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posted March 14, 2005
Karl Stevens Publishing, 64 pages, $9.95
Karl Stevens' Xeric Award-winning Guilty
smartly bills itself as a short story, which in this over-inflated comics publication landscape seems both appropriate and humble. We follow a young woman, Ingrid as she encounter an old boyfriend, Mark, and eventually meets up with him and one of his friends for a few beers in a Boston bar after work. The nice thing about Stevens' story is that the main characters have very clear motivations -- Ingrid's the guilty one who admits she doesn't like people hating her; Mark just seems lonely -- that drive their actions (both are also guilty of cheating on that relationship, and of being less than honest with each other during their brief encounters here). Smaller emotions and feelings intrude on that primary drive. This stands in contrast to what a lot of younger writers do, which is give their characters ambiguous feelings in an attempt to make them "complex," making their participation in the storyline feel like an arbitrary set of marching instructions. We suspect what's going to happen when Mark and Ingrid meet up, but we want to see that story played out on their faces. If there's a negative to the story as told, it's that Ingrid ends up being about 50 times more interesting than Mark; his narrative path always feels like the second option, and eventually peters out rather severely.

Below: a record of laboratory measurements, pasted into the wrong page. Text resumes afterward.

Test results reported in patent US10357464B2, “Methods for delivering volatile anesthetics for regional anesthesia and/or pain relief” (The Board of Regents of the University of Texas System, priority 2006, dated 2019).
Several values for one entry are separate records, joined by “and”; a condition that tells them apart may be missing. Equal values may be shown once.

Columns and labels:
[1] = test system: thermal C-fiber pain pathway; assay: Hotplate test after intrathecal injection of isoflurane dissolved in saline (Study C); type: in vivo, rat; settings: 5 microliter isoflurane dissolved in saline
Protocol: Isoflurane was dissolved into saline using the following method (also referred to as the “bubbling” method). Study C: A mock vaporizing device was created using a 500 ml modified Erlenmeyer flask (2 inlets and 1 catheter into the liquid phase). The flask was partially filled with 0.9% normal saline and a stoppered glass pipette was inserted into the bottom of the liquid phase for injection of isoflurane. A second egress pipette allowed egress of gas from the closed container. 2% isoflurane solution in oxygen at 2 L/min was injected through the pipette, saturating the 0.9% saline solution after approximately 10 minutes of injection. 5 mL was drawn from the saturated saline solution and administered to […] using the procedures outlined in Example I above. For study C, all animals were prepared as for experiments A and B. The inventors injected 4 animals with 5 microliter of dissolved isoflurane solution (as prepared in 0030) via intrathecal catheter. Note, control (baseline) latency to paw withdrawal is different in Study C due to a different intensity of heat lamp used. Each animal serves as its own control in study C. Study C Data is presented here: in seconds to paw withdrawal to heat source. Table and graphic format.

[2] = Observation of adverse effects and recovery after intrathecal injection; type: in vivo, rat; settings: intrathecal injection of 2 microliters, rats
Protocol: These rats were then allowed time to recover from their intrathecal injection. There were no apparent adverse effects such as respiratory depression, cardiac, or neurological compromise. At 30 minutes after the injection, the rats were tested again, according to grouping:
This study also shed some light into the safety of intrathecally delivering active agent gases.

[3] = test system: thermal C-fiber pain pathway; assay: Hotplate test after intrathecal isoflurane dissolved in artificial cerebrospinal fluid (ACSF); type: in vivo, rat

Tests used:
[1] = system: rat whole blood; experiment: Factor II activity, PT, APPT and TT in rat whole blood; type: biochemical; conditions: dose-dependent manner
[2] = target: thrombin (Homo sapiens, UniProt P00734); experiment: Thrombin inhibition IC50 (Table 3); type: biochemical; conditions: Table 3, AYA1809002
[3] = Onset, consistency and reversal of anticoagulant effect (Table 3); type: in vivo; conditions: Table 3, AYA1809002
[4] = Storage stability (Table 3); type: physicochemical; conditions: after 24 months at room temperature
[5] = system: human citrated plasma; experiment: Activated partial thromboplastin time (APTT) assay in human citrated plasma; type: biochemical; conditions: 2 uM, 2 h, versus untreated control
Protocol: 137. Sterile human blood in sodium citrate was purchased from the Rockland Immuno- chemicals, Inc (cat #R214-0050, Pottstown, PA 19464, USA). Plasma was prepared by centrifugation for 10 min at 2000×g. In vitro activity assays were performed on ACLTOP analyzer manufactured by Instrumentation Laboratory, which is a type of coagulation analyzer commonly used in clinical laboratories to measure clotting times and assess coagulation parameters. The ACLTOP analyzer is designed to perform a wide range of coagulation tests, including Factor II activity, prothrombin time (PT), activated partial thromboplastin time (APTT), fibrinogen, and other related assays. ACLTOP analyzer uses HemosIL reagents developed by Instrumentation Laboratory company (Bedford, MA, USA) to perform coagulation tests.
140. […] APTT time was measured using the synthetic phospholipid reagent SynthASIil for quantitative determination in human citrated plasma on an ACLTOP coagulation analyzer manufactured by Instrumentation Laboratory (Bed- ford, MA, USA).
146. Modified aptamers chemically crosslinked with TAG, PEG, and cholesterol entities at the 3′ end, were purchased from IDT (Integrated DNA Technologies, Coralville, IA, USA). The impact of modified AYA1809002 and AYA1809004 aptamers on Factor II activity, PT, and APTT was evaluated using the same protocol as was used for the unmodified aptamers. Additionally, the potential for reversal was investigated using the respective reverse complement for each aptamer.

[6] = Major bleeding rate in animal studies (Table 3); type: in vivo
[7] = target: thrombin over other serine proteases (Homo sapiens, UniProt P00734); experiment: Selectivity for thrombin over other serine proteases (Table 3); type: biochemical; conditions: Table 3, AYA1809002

Mark's and Ingrid's and everyone else's faces are drawn from photographs, and how the story hits the reader may depend on how they process that kind of art. There's some of the stiffness common to this approach, and at times the overwhelming detail of a character's face will feel too pungent, too real, like a startlingly well-shot close-up in a film. That can play hell with narrative rhythm. On the positive side, Stevens' is practically guaranteed to have interesting body-types and facial characteristic in his work; this volume is well designed in that way. Stevens also does some interesting work with memory, the intrusion of panels taken directly from how the characters remember the other person, bits and pieces that may crowd out more coherent thought. That could be developed to greater effect in future projects.